First Drive: 2012 BMW 650i Cabriolet videos reviews luxury cars first drives auto articles bmw
2012 BMW 650i Cabriolet. Click image to enlarge
Manufacturer’s web site
BMW Canada

Review and photos by Peter Bleakney

Photo Gallery:
2012 BMW 6 Series

Los Cabos, Mexico – When is 6 more than 7?

Despite BMW’s official position that the 7 Series sedan is the flagship of its car line-up, there’s little doubt the freshly minted third-generation 6 Series perches one rung higher on the automaker’s aspirational ladder.

Makes sense: it’s big, beautiful, very swift, has two doors and, as I discovered on the bleached southern reaches of the Baja peninsula, flows down the road like liquid mercury. This is grand touring at its finest.

With the Cabriolet version first off the boat (a coupe shows up in the Fall), BMW chose to hold this lid-flipper’s media debut in Los Cabos. This place pretty much describes the 2012 650i Cabriolet’s ideal habitat: sunny climes, smooth roads, golf courses galore and a gathering of high-style folks with more than a few pesos to rub together.

First Drive: 2012 BMW 650i Cabriolet videos reviews luxury cars first drives auto articles bmw
First Drive: 2012 BMW 650i Cabriolet videos reviews luxury cars first drives auto articles bmw
First Drive: 2012 BMW 650i Cabriolet videos reviews luxury cars first drives auto articles bmw
2012 BMW 650i Cabriolet. Click image to enlarge

The 2012 650i Cabriolet hits our showrooms within weeks, carrying a price of $106,800. My well-equipped tester, sporting many must-have niceties like 20-inch wheels and a host of interior, dynamic and techno upgrades (essential stuff for the well-heeled GT crowd), rang in at $129,000.

Looking at this new smoothed-over 6, one realizes the last vestiges of Chris Bangle’s design tenure at BMW have been pretty much erased. To say Bangle’s second-generation 6 Series caused a kerfuffle when it hit the world stage in 2003 is an understatement.

While this 2012 model is immediately identifiable as a 6 Series, it walks a more conservative path. Gone are the drooping headlights with eyebrow turn signals and the weird rump that looked as though the poor thing had been backed into a guardrail.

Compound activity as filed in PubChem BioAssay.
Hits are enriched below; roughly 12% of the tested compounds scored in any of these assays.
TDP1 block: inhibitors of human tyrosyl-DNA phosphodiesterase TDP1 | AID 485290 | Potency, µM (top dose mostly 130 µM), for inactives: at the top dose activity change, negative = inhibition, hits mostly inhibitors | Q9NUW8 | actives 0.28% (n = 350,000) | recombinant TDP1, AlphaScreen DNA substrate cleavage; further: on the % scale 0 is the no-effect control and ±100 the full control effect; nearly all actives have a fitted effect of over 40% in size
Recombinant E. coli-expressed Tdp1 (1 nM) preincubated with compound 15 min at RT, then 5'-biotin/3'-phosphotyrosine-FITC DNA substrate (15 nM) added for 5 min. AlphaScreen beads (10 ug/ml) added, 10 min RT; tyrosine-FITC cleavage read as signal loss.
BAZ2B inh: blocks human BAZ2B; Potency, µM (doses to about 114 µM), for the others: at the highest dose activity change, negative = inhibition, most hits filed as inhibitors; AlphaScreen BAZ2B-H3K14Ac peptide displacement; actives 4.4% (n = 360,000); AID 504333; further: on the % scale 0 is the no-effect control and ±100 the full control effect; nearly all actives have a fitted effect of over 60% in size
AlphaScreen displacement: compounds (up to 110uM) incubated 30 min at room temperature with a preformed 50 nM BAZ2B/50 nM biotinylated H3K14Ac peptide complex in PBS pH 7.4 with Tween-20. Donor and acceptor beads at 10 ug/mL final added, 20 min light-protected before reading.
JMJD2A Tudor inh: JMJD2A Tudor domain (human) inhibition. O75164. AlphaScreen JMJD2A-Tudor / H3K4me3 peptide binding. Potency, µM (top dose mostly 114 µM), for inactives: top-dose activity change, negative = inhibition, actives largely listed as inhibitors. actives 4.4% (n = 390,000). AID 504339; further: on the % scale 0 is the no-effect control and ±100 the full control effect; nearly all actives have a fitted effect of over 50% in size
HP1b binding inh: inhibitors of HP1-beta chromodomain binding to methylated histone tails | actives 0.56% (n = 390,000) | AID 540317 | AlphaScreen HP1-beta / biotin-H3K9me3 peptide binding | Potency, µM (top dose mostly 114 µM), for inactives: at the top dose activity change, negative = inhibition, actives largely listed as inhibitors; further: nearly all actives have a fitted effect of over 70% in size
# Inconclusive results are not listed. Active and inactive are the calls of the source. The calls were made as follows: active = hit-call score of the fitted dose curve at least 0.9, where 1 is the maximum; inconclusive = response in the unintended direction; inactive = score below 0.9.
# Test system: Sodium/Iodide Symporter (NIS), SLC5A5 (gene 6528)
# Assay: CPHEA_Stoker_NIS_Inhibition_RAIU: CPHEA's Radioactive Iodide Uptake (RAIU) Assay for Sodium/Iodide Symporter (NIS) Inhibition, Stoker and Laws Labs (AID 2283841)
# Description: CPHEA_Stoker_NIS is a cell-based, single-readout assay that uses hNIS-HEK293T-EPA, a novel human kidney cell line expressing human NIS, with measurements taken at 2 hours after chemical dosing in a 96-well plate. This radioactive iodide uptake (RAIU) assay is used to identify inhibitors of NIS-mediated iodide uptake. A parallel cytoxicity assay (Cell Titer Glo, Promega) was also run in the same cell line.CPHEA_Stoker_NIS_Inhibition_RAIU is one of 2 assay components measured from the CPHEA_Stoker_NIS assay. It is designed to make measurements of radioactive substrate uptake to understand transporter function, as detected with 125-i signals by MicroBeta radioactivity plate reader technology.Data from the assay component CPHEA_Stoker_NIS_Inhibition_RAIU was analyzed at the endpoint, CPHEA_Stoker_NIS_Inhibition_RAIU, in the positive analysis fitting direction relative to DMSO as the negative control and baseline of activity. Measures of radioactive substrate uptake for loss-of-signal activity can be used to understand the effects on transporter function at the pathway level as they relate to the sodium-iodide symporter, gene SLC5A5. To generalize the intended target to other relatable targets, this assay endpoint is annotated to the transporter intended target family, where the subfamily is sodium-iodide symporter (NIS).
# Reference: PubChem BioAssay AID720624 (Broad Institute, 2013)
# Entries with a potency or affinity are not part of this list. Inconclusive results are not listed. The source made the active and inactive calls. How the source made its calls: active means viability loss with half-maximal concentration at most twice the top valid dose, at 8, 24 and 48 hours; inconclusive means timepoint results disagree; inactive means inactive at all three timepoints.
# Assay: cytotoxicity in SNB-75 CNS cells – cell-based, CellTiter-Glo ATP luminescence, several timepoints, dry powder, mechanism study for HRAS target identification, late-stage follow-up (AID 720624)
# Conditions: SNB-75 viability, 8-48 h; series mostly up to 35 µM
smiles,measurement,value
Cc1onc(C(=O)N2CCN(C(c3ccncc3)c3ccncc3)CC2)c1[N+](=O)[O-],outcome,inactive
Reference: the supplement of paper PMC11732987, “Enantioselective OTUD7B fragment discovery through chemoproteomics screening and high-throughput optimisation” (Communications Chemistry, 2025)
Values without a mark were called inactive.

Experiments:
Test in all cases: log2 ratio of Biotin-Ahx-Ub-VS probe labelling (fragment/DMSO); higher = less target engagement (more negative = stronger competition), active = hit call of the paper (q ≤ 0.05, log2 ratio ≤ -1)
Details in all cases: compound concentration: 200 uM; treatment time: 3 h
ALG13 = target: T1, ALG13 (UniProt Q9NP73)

It is longer, wider and lower, and features a large elegant twin-kidney grill and character lines that flow over the hood and down its flanks. More mature and better resolved, the 2012 BMW 6 Series no longer seeks controversy.

A first for BMW are the 6’s available full LED headlights.

In the interest of reduced weight, less complexity and more luggage room, the new 650i Cabriolet sticks with a fabric top. Like the old model, the “flying buttress” wings of the roof maintain the car’s coupe profile and the vertical backlight retracts independently of the roof. The top goes down in 19 seconds, rises in 24 seconds and will perform its mechanical ballet at speeds up to 40 km/h.

The trunk will accommodate the all-important two sets of golf clubs.

The 6’s swoopy interior is all new, and yes, it will serve up just about everything you’d want in a luxury grand tourer if you’re willing to pony up for the package upgrades.

Materials and workmanship are beyond reproach, the optional ventilated 20-way front seats with sun-reflective surfaces were supremely comfy and the centre console, which is angled seven degrees towards the driver, is topped with a giant 10.2-inch screen. This displays navigation (standard) in 3-D, plus all other iDrive functions.

My tester was fitted with the clear 3-D head up display that let me know exactly how much faster than the posted speed limits we were going. Nobody here seems to observe these limits, or use signal lights for that matter. And stop signs are put up merely for decoration.




About Peter

Peter Bleakney is a Toronto-based automotive journalist. He is also a member of the Automobile Journalists Association of Canada (AJAC).